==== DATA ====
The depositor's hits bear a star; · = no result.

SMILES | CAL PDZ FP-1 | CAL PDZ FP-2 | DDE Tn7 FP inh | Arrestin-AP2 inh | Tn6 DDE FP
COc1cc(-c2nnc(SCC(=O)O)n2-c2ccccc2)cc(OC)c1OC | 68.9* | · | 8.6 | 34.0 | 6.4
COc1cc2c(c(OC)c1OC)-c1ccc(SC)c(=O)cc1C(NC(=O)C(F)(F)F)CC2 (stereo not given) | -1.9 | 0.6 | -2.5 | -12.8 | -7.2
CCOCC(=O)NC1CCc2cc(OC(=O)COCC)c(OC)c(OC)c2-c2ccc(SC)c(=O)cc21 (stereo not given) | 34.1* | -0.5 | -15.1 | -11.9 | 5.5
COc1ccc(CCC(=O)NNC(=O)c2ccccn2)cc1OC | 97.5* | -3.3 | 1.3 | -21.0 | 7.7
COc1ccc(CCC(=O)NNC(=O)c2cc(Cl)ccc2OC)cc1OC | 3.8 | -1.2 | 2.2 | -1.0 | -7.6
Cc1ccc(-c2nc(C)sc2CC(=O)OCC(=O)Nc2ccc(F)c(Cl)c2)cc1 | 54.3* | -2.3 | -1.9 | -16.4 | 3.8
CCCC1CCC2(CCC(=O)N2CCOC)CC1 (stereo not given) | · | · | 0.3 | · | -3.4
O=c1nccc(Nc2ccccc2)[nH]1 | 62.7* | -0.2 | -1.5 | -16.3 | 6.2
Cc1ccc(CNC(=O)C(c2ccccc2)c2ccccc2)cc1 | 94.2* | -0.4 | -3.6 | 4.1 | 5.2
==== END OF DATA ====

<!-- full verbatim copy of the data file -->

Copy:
The depositor's hits bear a star; · = no result.

SMILES | CAL PDZ FP-1 | CAL PDZ FP-2 | DDE Tn7 FP inh | Arrestin-AP2 inh | Tn6 DDE FP
COc1cc(-c2nnc(SCC(=O)O)n2-c2ccccc2)cc(OC)c1OC | 68.9* | · | 8.6 | 34.0 | 6.4
COc1cc2c(c(OC)c1OC)-c1ccc(SC)c(=O)cc1C(NC(=O)C(F)(F)F)CC2 (stereo not given) | -1.9 | 0.6 | -2.5 | -12.8 | -7.2
CCOCC(=O)NC1CCc2cc(OC(=O)COCC)c(OC)c(OC)c2-c2ccc(SC)c(=O)cc21 (stereo not given) | 34.1* | -0.5 | -15.1 | -11.9 | 5.5
COc1ccc(CCC(=O)NNC(=O)c2ccccn2)cc1OC | 97.5* | -3.3 | 1.3 | -21.0 | 7.7
COc1ccc(CCC(=O)NNC(=O)c2cc(Cl)ccc2OC)cc1OC | 3.8 | -1.2 | 2.2 | -1.0 | -7.6
Cc1ccc(-c2nc(C)sc2CC(=O)OCC(=O)Nc2ccc(F)c(Cl)c2)cc1 | 54.3* | -2.3 | -1.9 | -16.4 | 3.8
CCCC1CCC2(CCC(=O)N2CCOC)CC1 (stereo not given) | · | · | 0.3 | · | -3.4
O=c1nccc(Nc2ccccc2)[nH]1 | 62.7* | -0.2 | -1.5 | -16.3 | 6.2
Cc1ccc(CNC(=O)C(c2ccccc2)c2ccccc2)cc1 | 94.2* | -0.4 | -3.6 | 4.1 | 5.2